New plants can be started from seed or cuttings. Cutting are preferred because they readily and quickly root and the flower colour will be the same as the parent plant, which may not be the case in seed raised plants due to cross-pollination. Cuttings should be from 50 to 80 cm (1.6 to 2.6 ft) long and left for two weeks in the shade to dry, which improves their strike rate, or readiness to root. 

Performs best on free-draining loam and sand soils of a moderately acid to moderately alkaline nature, generally with a pH of 5.0 to 8.5 and on sites with full to partial sun exposure. It has good tolerance to limestone soils.

Problem features

Red frangipani is recorded as having escaped cultivation, as naturalised in many countries around the world and as a weed in Puerto Rico. However, there does not appear to be any record of it anywhere as a serious weed.

It is assessed as a low weed risk species for Hawaii and Florida, respectively by the Hawaii Pacific Weed Risk Assessment project (HPWRA) and the IFAS Assessment of Non-Native Plants in Florida's Natural Areas.

The latex is very irritating to the skin of some people after prolonged contact and may cause burning and blistering. Taken internally it is a powerful laxative and in large amounts causes increased urination, diarrhoea and gastroenteric irritation.

Where it will grow

References

Books

  • Adams, C. D. 1972, Flowering plants of Jamaica, University of the West Indies, Mona, Greater Kingston

  • Arctander, S. 1960, Perfume and flavor materials of natural origin, Elizabeth, New Jersey

  • Barwick, M., et al. 2004, Tropical & subtropical trees : a worldwide encyclopaedic guide, Thames and Hudson, London

  • Dey, S.C. 1996, Fragrant flowers for homes and gardens, trade and industry, Abhinav Publications, New Delhi, India

  • Editors of Sunset Magazine 2012, The New Western Garden Book: The Ultimate Gardening Guide, 9th edition, Sunset Publishing Corporation, California

  • Elevitch, C. R & Wilkinson, K. M. 2000, Agroforestry guides for Pacific Islands, 1st ed., Permanent Agriculture Resources, Holualoa, Hawaii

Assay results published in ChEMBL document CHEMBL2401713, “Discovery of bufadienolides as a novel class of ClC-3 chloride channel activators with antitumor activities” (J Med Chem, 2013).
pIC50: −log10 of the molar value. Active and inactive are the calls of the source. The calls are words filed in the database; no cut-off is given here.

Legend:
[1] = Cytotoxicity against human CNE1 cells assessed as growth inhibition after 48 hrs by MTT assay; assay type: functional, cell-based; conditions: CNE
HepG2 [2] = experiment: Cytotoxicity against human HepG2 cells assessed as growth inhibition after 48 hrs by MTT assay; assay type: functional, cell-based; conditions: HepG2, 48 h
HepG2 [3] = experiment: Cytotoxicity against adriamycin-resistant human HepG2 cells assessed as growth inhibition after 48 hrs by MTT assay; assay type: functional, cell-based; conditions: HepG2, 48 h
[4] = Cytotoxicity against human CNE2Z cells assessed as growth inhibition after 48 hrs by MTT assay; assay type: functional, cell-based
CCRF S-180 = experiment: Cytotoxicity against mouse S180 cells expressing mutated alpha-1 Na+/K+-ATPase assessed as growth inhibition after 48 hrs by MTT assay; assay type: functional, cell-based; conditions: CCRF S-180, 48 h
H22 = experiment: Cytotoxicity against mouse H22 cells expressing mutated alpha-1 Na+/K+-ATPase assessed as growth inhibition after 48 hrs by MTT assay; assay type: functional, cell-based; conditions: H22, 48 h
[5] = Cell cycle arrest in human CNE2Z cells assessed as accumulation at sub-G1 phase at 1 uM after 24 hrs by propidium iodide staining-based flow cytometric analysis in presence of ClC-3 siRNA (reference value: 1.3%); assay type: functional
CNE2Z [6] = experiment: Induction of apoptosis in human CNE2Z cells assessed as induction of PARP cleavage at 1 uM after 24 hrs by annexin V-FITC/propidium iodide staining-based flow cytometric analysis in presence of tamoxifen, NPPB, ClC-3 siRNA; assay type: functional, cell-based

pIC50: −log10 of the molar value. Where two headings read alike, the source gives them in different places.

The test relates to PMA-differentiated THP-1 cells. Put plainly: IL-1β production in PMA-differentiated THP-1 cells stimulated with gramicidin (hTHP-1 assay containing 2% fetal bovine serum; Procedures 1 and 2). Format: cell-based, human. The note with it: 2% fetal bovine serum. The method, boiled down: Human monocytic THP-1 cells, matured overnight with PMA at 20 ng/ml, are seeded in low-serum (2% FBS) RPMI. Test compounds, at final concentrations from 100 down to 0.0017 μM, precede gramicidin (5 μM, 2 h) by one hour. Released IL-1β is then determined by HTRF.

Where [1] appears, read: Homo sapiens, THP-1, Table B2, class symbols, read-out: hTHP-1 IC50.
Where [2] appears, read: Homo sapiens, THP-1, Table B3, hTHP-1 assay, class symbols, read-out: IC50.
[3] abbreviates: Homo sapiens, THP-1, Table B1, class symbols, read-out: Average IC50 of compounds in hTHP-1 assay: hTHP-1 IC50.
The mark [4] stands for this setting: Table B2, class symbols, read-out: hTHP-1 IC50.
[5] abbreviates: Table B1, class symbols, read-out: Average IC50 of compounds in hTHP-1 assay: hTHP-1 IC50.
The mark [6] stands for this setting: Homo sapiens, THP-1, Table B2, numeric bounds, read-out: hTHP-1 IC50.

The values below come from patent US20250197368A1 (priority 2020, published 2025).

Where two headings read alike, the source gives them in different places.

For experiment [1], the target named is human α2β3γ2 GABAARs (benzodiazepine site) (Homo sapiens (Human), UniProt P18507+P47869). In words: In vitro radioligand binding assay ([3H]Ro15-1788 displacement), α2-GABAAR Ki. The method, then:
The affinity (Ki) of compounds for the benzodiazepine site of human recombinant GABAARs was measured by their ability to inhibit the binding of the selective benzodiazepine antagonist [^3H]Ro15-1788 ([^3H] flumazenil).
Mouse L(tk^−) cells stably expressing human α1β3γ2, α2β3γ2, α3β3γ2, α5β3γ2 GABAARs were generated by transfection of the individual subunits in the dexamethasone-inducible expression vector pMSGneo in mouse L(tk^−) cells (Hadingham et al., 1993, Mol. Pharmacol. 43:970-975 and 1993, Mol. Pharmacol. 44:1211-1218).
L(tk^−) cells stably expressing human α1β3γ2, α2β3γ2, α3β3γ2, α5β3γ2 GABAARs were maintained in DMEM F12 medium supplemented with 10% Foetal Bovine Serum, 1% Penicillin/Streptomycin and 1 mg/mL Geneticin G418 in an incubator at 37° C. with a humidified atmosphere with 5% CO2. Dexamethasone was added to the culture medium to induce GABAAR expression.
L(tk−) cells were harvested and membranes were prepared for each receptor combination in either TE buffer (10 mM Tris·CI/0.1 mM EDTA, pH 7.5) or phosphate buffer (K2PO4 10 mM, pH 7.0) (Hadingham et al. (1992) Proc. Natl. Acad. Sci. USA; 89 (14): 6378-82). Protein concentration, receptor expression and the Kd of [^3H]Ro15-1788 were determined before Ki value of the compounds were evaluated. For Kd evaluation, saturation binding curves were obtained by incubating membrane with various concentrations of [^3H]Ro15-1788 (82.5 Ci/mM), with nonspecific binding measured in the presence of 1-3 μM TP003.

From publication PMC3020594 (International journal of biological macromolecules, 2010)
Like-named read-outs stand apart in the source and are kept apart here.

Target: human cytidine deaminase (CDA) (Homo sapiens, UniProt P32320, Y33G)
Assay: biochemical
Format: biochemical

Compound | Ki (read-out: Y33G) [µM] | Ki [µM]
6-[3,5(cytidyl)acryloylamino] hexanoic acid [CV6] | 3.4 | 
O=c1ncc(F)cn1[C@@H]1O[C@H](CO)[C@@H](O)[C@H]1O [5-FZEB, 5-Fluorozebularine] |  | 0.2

• Genders, R. 1978, Scented flora of the world, Robert Hale Publishing, London & St. Martin's Press, New York

  • Gilman, E. F. 1997, Trees for urban and suburban landscapes, Delmar Publishers, Albany, New York

  • Groom, N. 1997, The new perfume handbook, 2nd ed., Blackie Academic & Professional, London

  • Krishen, P. 2006, Trees of Delhi : a field guide, Dorling Kindersley Publishers, Delhi

  • Macmillan, H. F. 1943, Tropical planting and gardening : with special reference to Ceylon, 5th ed, Macmillan Publishing, London

  • Menninger, E. A. 1962, Flowering trees of the world for tropics and warm climates, 1st ed., Heathside Press, New York

  • Oakman, H. 1995, Harry Oakman's what flowers when : the complete guide to flowering times in tropical and subtropical gardens, University of Queensland Press, St. Lucia, Queensland

  • Parrotta, J. A. 2001, Healing plants of peninsular India, CABI Publishing, Wallingford, Oxfordshire

  • Perkins, K. D. & Payne, W. 1981, Guide to the poisonous and irritant plants of Florida, Florida Cooperative Extension Service, Gainesville, Florida

  • Perry, F. & Hay, R. 1982, A field guide to tropical and subtropical plants, Van Nostrand Reinhold Company, New York

  • Randall, R. P. 2002, A global compendium of weeds, R.G. and F.J. Richardson Press, Melbourne

  • Randall, R. P. 2007, The introduced flora of Australia and its weed status, Cooperative Research Centre for Australian Weed Management, Glen Osmond, South Australia

  • Selvam, V. 2007, Trees and shrubs of the Maldives, Food and Agriculture Organisation (FAO) RAP publication (Maldives), Thammada Press Company Ltd., Bangkok

Articles, Journals, Reports and Working Papers

  • Borchert, R., & Rivera, G. 2001, Photoperiodic control of seasonal development and dormancy in tropical stem-succulent trees, Tree Physiology 21.4 (2001): 213-221.

  • Johnson, A. & Johnson, S. 2006, Garden plants poisonous to people, New South Wales Department of Primary Industries (NSW DPI), Orange, New South Wales